Subtitle: I’d Pay You to Pay Me.
This is a departure from the usual more location-based blog post, but after all, the reason that I’m in New York in the first place is for an internship.
Ah, the internship. College students everywhere scratch and claw all year long (ok, more desperately come Spring) for something worthwhile to say when we inevitably encounter the question, “So what are you doing this summer?.” The prestegious universities pride themselves on prestegious students. These students often have the great, albeit sometimes annoying, habits of being exceptional and driven and proactive. As a result, they land impressive summer work, volunteer work, and internships. When asking my friends what they will be doing this summer, I’m not kidding you, one answered “researching stem cells and their abilities to cure cancer.” But, that’s just a part-time gig. Ok.
Many are working on Wall Street, playing young professionals, but actually less playing and more becoming those young professionals. The suit is no longer a costume. Others volunteer at hospitals. Others ship off to Africa, or China, or fill-in-the-blank-impoverished-country. The point is, these are kids (kids?) whom are doing impressive things. The summer is no longer for popsicles. It’s for bettering ourselves, betting the economy, the environment, the needy, etc. The summer is for bettering, and growth. Maybe as much as our classes are, maybe more.
So, likewise, I have this internship. Now, I’m not in Africa. I’m not on Wall Street – although, I’m locationally close. I’m certainly not working with stem cells. Although, I require stem cells to work, don’t I? Anyway, I’m hoping to better myself this summer. Hoping to learn more about myself, about my desired industry, about real life – yadda, yadda, yadda.
Here’s the strange reality though, industries treat interns in vastly different manners. My friends in the financial fields go through extensive interview and recruiting processes. They follow case studies. The are flown out for final round questioning. They attend corporate schmoozing events. They have orientation weeks. They get free lunches, free coffee, free company swag. They’re dating these potential employers. It’s all about getting offers and finding the favorite. Because, the internship they choose will likely result in a job offer. That job offer will then determine where they live for the next X years. Determine what they’re doing. How much money they’re making. Where they eat on the weekends. Who their company friends are. Maybe even who they date. Maybe. It’s a big deal. Therefore, they work like feens to get these internships.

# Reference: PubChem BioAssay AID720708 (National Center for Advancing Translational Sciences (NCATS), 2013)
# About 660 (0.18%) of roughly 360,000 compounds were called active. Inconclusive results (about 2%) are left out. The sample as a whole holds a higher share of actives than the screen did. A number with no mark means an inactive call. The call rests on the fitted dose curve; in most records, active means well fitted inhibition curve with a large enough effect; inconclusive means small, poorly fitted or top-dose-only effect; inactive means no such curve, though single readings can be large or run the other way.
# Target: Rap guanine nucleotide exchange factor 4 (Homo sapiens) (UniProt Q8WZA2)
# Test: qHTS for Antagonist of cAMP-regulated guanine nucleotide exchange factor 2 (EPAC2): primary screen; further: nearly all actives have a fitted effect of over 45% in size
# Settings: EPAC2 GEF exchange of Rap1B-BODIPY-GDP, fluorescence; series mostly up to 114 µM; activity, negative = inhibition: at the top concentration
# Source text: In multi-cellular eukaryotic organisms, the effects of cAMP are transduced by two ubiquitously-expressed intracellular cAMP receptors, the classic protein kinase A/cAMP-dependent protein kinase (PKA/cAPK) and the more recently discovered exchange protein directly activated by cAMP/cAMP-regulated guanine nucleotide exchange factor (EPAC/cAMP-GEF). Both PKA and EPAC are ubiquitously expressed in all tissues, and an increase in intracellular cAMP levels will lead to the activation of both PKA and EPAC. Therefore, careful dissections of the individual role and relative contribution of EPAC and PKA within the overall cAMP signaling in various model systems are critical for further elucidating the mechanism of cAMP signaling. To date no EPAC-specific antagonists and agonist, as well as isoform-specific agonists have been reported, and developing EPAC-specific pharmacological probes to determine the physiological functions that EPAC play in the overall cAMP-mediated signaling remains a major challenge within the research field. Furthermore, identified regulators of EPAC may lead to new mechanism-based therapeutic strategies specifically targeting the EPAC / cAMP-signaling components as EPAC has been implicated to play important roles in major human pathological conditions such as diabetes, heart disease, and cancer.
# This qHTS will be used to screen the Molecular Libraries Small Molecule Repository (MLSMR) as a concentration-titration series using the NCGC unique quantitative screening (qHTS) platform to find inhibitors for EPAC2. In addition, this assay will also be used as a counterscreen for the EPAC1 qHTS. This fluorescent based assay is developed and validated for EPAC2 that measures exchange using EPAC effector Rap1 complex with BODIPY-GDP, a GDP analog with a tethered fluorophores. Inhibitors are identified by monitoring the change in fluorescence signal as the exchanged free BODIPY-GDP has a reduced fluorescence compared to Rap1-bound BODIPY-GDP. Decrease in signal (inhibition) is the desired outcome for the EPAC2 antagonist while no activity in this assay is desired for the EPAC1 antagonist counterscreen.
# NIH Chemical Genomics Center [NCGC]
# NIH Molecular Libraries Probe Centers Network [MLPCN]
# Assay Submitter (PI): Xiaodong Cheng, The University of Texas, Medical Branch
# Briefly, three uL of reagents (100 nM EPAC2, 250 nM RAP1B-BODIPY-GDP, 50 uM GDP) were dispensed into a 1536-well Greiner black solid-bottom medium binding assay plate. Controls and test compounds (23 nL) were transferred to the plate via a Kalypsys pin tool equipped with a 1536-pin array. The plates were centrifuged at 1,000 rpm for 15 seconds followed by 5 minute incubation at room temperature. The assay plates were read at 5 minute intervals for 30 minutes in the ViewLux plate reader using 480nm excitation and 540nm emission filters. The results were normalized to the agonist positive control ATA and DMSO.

Arts and Letters internships on the other hand, are much more fluid. The prospective intern basically has to beg for the job. We basically bug the company to look at our resumes. We beg them to “just talk to us on the phone for a few minutes.” We drool for an informational interview. And once we land a real interview, it’s like Candyland. In our fields, they aren’t necessarily about case studies. It’s more about if they like you. If you connect. Sure, you need relative experience, but that could be secondary.
Then you get your dream internship. Maybe you’re with tons of other interns, but maybe, like my case, you’re basically the only one. There is no orientation week. There are no free dinners, free lunches, free company swag. There’s no free, really, except for the fact that you’re working for free, most likely. Because these are the fields where the companies can’t afford to pay you. They have all the leverage. Because if you don’t want to work for free, the 15 people behind you do. And, will.
So, you work for free, because you love what you do. Because you want the experience. Because that will eventually pay. Won’t it? We hope so. Buzzword: experience. You need it. So you do your job, as best you can, like your friends with their corporate internships, in hopes of improving yourself and learning. We’re all in the same game in that regard. And, I’m not saying one way is better.
At the end of the summer, we all hope that our employers love us. We hope that we’ve impressed them. We hope we have made a difference, done well, been a valuable member to the team. We hope we’ve been the best little interns possible. We hope/dream that we’ve become a little more than the little intern.
Here’s the difference: in the creative fields, even if we have done a great job, exceeded expectations etc, there might not/probably won’t be a job offer on our way out. It’s just the way it works. These places can’t afford to promise jobs in a year. They work on a demand/opening basis. The best we hope for is a stellar reccomendation or a place in their memory when they are hiring. We hope for the, “Oh yeah, she was great. Let’s call her” moment.
We work for free for the chance at a maybe job or recomendation in the future. We work to get our feet wet. We work in insecurity.
But, these places reward us in the working environment, in the work, in the no dress code, in the creativity, in the people we learn from. Honestly the days are so varied and sometimes funny that I could write a book. Chapters would include:
Since When do I Drink Coffee? – The Realities of Caffeinism.
Can I Please Be Rich?
Photoshop Is Cool.
What is Air Conditioning? What is Life?
I’m a Social Media Monster.
There’s No Crying in Internships.
Being Early, Being Late
I Hate Photoshop.
Is PB&J Still Appropriate? And Other Lunchtime Quandries
Gmail Chat Etiquette.
What to Expect When You’re FedEx-ing
A Eulogy to Summer Friday Office Hours.
Move over Proust, right? Well, I must be off. Time to go to work.